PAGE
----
Another shift would be the relationship I had with my mom and dad.  They were now realizing that their son was cut out of a different fabric.  New adventures, challenges and more dreams to go beyond and to achieve, even with the diabetes card I was dealt.  
The next year would allow more time to train, plan, make changes in the diabetes regimen and pick up gear that would make me feel like a part-time mountaineer.  Hey, I am still in high school.  This year the group would be a different cast of characters and the man with the lead ice axe would be Dick Deal.  Our route would be the Emmons Glacier route.  It was an extra 1/2 day route starting from the White River Campground and would take about 21/2 days.  The Muir route is a 2 day excursion.  On this route we would spend the night at Camp Schurman.  I enjoyed this climb much more than the previous year and this route did not have "Disappointment" anywhere on the features listed on the climbing map.  About 2am or so we had crampons affixed and ice axe in hand.  It was almost a full moon that evening.  Words fall into a deep crevasse in trying to describe the beaming white glow from the heavens splashed across the icy white, rough and rugged and outstanding landscape set before us.  One of the beauties of Camp Schurman (at about 9500 feet) is being able to watch the climbers trod along the broken path high above you.  The headlights would bob slowly upward into the morning until they turned a corner at about 11,000 feet on the mountain.  It was like a scene from a movie but the lack of sleep, excitement, danger of mountain climbing and the constant monitoring of the diabetes was real.  
This climb would be successful.  I had learned a thing or two about climbing mountains and the insulin issue. 
My third journey on the mountain would be the next year.  This time I did the climb right.  I climbed with my doctor.  That usually doesn't happen, but when your doctor is Graham Reedy it is possible.  Graham is an experienced mountain climber and was the trainer for the Oakland Raiders (I think that was when they actually had a team).  Improvement had been made in the realm of diabetes and climbing and I was gaining good climbing experience and adding stock to the amazing life I had been leading.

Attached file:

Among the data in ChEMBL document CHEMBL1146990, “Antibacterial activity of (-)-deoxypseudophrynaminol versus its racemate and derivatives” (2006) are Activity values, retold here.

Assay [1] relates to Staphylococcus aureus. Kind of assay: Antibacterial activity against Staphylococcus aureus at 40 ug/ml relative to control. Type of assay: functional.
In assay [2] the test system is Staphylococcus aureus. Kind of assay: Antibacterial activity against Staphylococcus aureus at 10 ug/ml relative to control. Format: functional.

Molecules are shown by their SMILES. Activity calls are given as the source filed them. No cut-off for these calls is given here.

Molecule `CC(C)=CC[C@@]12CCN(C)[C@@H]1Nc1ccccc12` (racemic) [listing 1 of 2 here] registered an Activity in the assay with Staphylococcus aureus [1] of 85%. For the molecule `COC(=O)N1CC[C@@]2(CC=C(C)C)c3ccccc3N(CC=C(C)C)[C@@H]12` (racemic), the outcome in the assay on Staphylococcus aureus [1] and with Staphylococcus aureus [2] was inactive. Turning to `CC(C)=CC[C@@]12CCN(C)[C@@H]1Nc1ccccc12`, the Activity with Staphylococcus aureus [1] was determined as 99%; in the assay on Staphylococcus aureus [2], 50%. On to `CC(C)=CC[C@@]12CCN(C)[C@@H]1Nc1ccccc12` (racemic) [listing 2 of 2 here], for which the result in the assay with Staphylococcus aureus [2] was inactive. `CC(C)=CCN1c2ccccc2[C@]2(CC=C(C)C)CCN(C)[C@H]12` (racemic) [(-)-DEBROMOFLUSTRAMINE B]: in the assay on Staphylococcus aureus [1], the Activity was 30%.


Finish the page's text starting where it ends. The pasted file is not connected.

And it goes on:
One climber had professed that he had been "weathered" out on Rainier 12 or 13 times in a row.  Rainier can create it's own weather and is often hampered by horrific weather.  I was on my third year where I suffered from being overdressed and sunburned.  I was baked.  It was a blessing to lead the group on part of the route.  That was a position I never envisioned. 
We reached the summit and I came home with pictures that did not come out.  The camera had overcompensated the brightness.  We would make the long trudge back and roll into Enumclaw, not far from Mt. Rainier, where Graham hung his ice axe,  sit in the hot tube and look out at such a dominant feature out his back door.  It had also become a dominate feature in my life.

My fourth trek onto Rainier's flank would not be a summit affair but would still have significant etchings in my life.  This trip would only be to Camp Muir, about 1/2 way up the mountain.  This would have meaning as it was with my father.  He did well and we were both surprised that it was not as difficult as we thought it would be.  I value that time that we spent on the mountain that had special meaning to me.  
Murray Lawson 

I had the pleasure to meet Murray Lawson and share with him my Rainier climbs.  Murray also lives in Sitka, Alaska and has diabetes.  In August 2009 he was standing on top of Mt. Rainier.  Way to go Murray.  On to Everest?